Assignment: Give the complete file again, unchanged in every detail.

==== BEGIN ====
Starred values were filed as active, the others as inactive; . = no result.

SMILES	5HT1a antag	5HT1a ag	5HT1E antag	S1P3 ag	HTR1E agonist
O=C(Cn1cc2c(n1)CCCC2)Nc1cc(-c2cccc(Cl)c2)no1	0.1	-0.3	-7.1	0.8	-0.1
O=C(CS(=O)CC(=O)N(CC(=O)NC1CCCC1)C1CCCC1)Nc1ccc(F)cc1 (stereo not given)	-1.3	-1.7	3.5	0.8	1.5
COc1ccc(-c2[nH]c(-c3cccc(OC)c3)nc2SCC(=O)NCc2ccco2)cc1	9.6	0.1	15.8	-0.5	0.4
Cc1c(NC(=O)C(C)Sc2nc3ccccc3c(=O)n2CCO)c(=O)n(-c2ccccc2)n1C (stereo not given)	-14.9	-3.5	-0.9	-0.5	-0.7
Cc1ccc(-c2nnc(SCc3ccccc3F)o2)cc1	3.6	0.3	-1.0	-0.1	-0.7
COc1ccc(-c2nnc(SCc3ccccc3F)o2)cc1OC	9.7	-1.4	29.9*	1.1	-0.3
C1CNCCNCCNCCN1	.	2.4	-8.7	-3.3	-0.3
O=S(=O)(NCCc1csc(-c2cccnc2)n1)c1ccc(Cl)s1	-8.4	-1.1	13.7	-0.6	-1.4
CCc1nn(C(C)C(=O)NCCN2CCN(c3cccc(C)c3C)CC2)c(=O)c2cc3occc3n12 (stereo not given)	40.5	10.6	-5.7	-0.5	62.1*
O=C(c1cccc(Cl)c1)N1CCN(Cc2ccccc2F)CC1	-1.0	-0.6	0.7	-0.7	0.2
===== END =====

Starred values were filed as active, the others as inactive; . = no result.

SMILES	5HT1a antag	5HT1a ag	5HT1E antag	S1P3 ag	HTR1E agonist
O=C(Cn1cc2c(n1)CCCC2)Nc1cc(-c2cccc(Cl)c2)no1	0.1	-0.3	-7.1	0.8	-0.1
O=C(CS(=O)CC(=O)N(CC(=O)NC1CCCC1)C1CCCC1)Nc1ccc(F)cc1 (stereo not given)	-1.3	-1.7	3.5	0.8	1.5
COc1ccc(-c2[nH]c(-c3cccc(OC)c3)nc2SCC(=O)NCc2ccco2)cc1	9.6	0.1	15.8	-0.5	0.4
Cc1c(NC(=O)C(C)Sc2nc3ccccc3c(=O)n2CCO)c(=O)n(-c2ccccc2)n1C (stereo not given)	-14.9	-3.5	-0.9	-0.5	-0.7
Cc1ccc(-c2nnc(SCc3ccccc3F)o2)cc1	3.6	0.3	-1.0	-0.1	-0.7
COc1ccc(-c2nnc(SCc3ccccc3F)o2)cc1OC	9.7	-1.4	29.9*	1.1	-0.3
C1CNCCNCCNCCN1	.	2.4	-8.7	-3.3	-0.3
O=S(=O)(NCCc1csc(-c2cccnc2)n1)c1ccc(Cl)s1	-8.4	-1.1	13.7	-0.6	-1.4
CCc1nn(C(C)C(=O)NCCN2CCN(c3cccc(C)c3C)CC2)c(=O)c2cc3occc3n12 (stereo not given)	40.5	10.6	-5.7	-0.5	62.1*
O=C(c1cccc(Cl)c1)N1CCN(Cc2ccccc2F)CC1	-1.0	-0.6	0.7	-0.7	0.2